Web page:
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Article
June 1961

Lupus Erythematosus and Stevens-Johnson Syndrome: Occurrence as Reactions to Anticonvulsant Medication

Author Affiliations

MINNEAPOLIS
Heart Hospital Research Laboratory, Dept. of Pediatrics, University of Minnesota Medical School (14) (Dr. Good).; From the Pediatric Research Laboratories of the Variety Club Heart Hospital, University of Minnesota.

Am J Dis Child. 1961;101(6):725-738. doi:10.1001/archpedi.1961.04020070039007
Abstract

Erythema multiforme exudativum Stevens-Johnson syndrome) has been described in association with the administration of numerous medications, including sulfonamides,1-6 penicillin,7 thiouracil,5 phenylbutazone,8 salicylates, codeine,9 Fowler's solution,10 phenolphthalein,7 barbiturates,11,12 trimethadione,13 and diphenylhydantoin.14-16 A reversible, lupus-like disease, characterized by the L.E. cell phenomenon, with or without renal and systemic involvement, has also been attributed to medications such as hydralazine,17-22 penicillin,23,24 phenylbutazone,17 sulfadiazine,25,26 and methylphenylethylhydantoin (Mesantoin).27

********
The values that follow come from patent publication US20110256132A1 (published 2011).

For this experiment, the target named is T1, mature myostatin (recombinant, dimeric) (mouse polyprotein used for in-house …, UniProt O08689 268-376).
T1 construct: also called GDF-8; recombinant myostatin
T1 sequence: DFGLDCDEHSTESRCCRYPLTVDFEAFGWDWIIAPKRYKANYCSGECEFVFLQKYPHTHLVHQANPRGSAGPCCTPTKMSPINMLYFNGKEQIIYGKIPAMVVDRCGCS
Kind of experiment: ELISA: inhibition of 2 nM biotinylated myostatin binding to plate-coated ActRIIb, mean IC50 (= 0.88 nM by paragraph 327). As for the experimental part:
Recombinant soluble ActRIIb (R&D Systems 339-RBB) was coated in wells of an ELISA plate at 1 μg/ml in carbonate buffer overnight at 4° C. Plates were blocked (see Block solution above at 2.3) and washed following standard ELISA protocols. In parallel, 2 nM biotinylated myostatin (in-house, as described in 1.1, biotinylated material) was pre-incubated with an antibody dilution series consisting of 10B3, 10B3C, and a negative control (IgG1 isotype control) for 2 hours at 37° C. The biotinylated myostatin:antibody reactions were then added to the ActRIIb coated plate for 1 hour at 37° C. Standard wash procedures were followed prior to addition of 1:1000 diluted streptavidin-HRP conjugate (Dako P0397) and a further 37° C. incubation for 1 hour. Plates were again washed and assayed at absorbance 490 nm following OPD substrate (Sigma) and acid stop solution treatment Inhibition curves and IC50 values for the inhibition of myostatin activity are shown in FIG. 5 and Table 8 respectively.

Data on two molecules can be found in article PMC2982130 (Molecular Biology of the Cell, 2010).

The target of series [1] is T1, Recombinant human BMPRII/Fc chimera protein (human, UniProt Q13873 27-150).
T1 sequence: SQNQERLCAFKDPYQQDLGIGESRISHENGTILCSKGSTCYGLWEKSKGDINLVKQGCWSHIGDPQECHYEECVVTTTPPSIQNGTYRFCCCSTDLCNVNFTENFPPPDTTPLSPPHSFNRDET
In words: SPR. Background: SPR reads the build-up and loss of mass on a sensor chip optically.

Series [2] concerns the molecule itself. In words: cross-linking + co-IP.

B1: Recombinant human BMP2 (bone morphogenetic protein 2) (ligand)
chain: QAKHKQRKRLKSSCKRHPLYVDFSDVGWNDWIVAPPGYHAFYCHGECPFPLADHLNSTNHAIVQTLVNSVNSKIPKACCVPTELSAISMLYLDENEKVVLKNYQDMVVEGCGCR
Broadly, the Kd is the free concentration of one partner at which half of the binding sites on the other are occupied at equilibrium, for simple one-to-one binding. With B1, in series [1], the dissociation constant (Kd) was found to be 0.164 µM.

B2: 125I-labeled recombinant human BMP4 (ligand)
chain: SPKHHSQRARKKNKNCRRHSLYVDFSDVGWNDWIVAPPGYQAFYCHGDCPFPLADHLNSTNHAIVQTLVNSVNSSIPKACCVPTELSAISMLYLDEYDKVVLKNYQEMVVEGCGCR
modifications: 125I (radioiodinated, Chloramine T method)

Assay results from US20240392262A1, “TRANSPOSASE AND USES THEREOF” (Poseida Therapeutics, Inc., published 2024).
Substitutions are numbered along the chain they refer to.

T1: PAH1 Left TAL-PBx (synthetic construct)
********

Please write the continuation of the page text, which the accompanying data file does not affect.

It is the purpose of this paper to report the simultaneous occurrence of erythema multiforme exudativum and a reversible, lupus-erythematosus-like disease in 2 adolescent girls, as well as acute lupus erythematosus alone in a 4-year-old boy, following medication with anticonvulsant drugs.

Report of Cases  Case 1.—At the age of 7½ years, this girl began experiencing petit mal seizures characterized by momentary lapses of consciousness, substantiated by typical 3-per-second spike and wave discharges on the electroencephalogram. She was given trimethadione (Tridione), 900 mg. daily, and phenobarbital, 45 mg.

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